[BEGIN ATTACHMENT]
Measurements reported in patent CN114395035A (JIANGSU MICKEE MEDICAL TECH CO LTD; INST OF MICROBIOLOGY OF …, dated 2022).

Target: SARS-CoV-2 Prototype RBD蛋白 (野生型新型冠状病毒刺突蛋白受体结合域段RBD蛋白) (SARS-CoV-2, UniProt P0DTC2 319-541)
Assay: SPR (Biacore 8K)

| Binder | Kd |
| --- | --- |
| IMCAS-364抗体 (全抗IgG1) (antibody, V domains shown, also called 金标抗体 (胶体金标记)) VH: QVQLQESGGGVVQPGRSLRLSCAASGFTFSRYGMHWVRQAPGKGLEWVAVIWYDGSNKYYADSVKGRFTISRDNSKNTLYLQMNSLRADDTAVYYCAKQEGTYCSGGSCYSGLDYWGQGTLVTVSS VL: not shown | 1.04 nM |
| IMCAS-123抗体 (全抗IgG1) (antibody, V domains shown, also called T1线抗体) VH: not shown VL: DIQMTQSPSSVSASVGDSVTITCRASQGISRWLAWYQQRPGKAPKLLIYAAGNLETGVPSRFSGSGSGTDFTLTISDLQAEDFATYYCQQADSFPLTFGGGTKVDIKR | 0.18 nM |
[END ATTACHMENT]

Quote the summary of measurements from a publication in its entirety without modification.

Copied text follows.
Measurements reported in patent CN114395035A (JIANGSU MICKEE MEDICAL TECH CO LTD; INST OF MICROBIOLOGY OF …, dated 2022).

Target: SARS-CoV-2 Prototype RBD蛋白 (野生型新型冠状病毒刺突蛋白受体结合域段RBD蛋白) (SARS-CoV-2, UniProt P0DTC2 319-541)
Assay: SPR (Biacore 8K)

| Binder | Kd |
| --- | --- |
| IMCAS-364抗体 (全抗IgG1) (antibody, V domains shown, also called 金标抗体 (胶体金标记)) VH: QVQLQESGGGVVQPGRSLRLSCAASGFTFSRYGMHWVRQAPGKGLEWVAVIWYDGSNKYYADSVKGRFTISRDNSKNTLYLQMNSLRADDTAVYYCAKQEGTYCSGGSCYSGLDYWGQGTLVTVSS VL: not shown | 1.04 nM |
| IMCAS-123抗体 (全抗IgG1) (antibody, V domains shown, also called T1线抗体) VH: not shown VL: DIQMTQSPSSVSASVGDSVTITCRASQGISRWLAWYQQRPGKAPKLLIYAAGNLETGVPSRFSGSGSGTDFTLTISDLQAEDFATYYCQQADSFPLTFGGGTKVDIKR | 0.18 nM |